Rewriting Lady Macduff's In The 'Fiend-Like Queen'

2188 Words9 Pages
The culture and ideals of the different time periods is what sets one period apart from another. That same culture that sets time periods apart is what makes each period interesting. The best way to learn about the culture of any time period is by reading about that era. Most text, regardless of subject and genre, reflects the ideals and views of the time period they have been written in. These views and ideas come from the majority of people living in that time period and by no means do they reflect the beliefs of all that have, or are, living in that time period. To get a better feel for the renaissance period in particular, the fourteenth century through the seventeenth century, analyzing any of Shakespeare’s plays or poems give excellent…show more content…
Burnett supports his claim by adding that “she stays within the bounds of the household” (10), which also shows another one of the classic female renaissance qualities that Lady Macduff displays. Kemp, when talking about renaissance women, points out that “nearly all women … have … training in housewifery” (10) and it is suspected that Lady Macduff would have been no different. Her housewife duties have given her no reason to go out of her household bounds, especially with a young son. While staying in the bounds of the household Lady Macduff accepts her inferior position with “picturing herself as a wren fighting against the owl” (10), the wren being a smaller and weaker bird than the owl, declares Burnett. Accepting her inferior position to all other men, particularly to her husband, no questions asked, is yet another one of Lady Macduff’s numerous renaissance characteristics. Through Lady Macduff the qualities of being a loyal wife, accepting an inferior position to all men, and tending to wife like duties all support the claim of shakespeare’s female characters resembling traditional women from the fourteenth through seventh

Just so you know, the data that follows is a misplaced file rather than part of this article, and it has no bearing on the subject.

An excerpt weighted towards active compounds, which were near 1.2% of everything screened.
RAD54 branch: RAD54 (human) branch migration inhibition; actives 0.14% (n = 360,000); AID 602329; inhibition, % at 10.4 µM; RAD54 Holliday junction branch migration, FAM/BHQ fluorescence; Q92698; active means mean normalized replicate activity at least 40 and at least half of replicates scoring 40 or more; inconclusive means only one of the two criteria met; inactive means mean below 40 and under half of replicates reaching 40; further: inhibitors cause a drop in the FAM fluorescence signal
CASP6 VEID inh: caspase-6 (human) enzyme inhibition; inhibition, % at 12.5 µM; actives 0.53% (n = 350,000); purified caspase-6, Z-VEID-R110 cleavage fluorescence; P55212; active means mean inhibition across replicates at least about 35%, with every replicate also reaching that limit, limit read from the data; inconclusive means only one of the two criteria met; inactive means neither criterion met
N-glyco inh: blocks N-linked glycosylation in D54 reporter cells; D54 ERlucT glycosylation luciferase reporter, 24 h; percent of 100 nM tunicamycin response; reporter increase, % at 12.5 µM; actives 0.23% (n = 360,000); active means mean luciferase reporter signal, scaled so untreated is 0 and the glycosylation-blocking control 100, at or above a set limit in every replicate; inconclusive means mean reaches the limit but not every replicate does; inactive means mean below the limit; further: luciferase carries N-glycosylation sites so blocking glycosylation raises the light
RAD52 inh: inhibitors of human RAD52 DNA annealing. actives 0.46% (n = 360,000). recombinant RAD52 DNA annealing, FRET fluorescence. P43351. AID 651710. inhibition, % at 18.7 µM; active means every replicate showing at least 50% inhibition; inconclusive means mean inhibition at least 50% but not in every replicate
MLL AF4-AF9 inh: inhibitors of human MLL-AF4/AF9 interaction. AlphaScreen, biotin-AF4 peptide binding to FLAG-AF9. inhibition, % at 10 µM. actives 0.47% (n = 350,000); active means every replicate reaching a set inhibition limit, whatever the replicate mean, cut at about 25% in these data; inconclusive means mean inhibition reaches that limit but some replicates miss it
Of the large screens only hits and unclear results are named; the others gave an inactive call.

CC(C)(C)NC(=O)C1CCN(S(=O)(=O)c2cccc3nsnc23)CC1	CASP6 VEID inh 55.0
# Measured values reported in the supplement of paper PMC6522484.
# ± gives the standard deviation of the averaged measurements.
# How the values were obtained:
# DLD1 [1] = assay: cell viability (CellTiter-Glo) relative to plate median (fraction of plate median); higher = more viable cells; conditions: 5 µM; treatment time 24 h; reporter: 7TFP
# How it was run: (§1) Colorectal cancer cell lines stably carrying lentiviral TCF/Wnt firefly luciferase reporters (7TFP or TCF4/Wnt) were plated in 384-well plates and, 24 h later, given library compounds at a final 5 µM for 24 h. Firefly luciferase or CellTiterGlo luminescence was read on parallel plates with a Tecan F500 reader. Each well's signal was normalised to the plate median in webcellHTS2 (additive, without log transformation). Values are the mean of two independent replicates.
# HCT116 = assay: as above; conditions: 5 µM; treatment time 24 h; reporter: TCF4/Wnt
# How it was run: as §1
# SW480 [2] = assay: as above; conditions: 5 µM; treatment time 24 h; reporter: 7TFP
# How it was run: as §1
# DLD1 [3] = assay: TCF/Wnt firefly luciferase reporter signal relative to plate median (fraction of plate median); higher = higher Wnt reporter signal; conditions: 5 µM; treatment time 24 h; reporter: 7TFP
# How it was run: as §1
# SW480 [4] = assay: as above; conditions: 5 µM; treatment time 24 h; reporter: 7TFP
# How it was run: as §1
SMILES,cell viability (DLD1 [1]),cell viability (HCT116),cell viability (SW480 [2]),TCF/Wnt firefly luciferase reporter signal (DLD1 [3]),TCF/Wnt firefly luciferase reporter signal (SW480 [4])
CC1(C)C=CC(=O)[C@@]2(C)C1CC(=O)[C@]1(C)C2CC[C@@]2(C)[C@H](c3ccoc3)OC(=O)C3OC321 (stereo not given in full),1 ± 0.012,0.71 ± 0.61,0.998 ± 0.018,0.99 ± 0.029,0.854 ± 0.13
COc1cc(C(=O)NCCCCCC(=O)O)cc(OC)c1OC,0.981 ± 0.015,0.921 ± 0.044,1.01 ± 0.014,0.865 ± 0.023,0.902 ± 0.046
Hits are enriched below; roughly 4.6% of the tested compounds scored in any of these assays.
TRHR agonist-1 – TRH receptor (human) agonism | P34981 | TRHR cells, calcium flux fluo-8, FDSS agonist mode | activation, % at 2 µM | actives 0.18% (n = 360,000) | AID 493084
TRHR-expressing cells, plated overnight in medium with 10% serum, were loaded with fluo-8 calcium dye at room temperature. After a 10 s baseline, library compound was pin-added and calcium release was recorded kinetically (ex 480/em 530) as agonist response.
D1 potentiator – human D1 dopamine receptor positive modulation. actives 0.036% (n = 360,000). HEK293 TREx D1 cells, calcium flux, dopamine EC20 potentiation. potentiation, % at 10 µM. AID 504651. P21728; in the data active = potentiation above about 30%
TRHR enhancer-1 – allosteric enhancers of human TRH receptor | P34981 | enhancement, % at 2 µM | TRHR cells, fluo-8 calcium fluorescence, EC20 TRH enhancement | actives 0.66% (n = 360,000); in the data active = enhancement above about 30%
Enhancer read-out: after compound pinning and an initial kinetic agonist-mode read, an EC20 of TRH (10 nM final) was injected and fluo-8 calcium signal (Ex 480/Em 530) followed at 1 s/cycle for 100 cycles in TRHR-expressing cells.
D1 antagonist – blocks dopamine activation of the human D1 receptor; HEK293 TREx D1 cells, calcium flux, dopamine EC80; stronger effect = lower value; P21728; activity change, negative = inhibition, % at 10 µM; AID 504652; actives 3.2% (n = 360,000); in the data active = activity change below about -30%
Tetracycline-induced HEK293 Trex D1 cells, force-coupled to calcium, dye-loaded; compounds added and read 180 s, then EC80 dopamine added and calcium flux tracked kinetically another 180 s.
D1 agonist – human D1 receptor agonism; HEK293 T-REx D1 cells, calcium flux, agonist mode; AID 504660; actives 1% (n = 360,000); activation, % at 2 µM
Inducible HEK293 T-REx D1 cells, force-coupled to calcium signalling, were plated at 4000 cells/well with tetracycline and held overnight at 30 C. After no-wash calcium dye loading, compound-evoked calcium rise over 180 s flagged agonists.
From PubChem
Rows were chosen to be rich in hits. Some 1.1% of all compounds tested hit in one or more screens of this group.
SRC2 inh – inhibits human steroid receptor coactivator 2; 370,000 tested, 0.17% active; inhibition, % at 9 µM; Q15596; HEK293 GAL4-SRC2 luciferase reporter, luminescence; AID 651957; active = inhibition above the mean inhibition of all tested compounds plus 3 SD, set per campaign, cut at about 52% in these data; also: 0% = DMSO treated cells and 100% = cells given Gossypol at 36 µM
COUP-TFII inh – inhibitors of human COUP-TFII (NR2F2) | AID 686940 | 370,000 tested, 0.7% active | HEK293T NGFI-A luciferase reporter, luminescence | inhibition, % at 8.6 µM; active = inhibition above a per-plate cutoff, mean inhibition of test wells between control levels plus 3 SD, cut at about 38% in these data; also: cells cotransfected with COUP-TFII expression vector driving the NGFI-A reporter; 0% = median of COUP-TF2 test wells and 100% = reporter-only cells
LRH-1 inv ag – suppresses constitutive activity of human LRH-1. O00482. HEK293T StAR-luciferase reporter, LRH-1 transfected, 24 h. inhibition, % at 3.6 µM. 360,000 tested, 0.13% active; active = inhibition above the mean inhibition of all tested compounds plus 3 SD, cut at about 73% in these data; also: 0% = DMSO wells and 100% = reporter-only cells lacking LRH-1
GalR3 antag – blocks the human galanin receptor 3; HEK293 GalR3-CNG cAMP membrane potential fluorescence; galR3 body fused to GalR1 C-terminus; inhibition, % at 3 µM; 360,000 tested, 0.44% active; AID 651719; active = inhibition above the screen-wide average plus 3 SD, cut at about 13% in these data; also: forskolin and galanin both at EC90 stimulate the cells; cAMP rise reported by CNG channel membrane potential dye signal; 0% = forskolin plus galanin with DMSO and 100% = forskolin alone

More about Rewriting Lady Macduff's In The 'Fiend-Like Queen'

Open Document